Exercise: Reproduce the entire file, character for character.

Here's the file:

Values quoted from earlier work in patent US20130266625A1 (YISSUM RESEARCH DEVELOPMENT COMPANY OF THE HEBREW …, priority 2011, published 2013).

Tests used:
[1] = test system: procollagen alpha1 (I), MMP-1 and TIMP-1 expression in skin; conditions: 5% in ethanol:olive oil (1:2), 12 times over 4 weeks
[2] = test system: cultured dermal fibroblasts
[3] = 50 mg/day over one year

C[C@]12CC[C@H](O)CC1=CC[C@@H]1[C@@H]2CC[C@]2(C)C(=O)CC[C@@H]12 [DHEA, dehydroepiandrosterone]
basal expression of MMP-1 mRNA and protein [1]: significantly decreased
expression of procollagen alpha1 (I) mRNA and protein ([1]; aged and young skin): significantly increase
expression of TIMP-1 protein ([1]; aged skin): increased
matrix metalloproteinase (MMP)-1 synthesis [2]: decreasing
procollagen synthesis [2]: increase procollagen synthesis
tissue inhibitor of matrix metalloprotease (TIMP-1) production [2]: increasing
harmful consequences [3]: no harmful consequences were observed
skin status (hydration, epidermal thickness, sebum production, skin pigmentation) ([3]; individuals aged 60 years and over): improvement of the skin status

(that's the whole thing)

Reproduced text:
Values quoted from earlier work in patent US20130266625A1 (YISSUM RESEARCH DEVELOPMENT COMPANY OF THE HEBREW …, priority 2011, published 2013).

Tests used:
[1] = test system: procollagen alpha1 (I), MMP-1 and TIMP-1 expression in skin; conditions: 5% in ethanol:olive oil (1:2), 12 times over 4 weeks
[2] = test system: cultured dermal fibroblasts
[3] = 50 mg/day over one year

C[C@]12CC[C@H](O)CC1=CC[C@@H]1[C@@H]2CC[C@]2(C)C(=O)CC[C@@H]12 [DHEA, dehydroepiandrosterone]
basal expression of MMP-1 mRNA and protein [1]: significantly decreased
expression of procollagen alpha1 (I) mRNA and protein ([1]; aged and young skin): significantly increase
expression of TIMP-1 protein ([1]; aged skin): increased
matrix metalloproteinase (MMP)-1 synthesis [2]: decreasing
procollagen synthesis [2]: increase procollagen synthesis
tissue inhibitor of matrix metalloprotease (TIMP-1) production [2]: increasing
harmful consequences [3]: no harmful consequences were observed
skin status (hydration, epidermal thickness, sebum production, skin pigmentation) ([3]; individuals aged 60 years and over): improvement of the skin status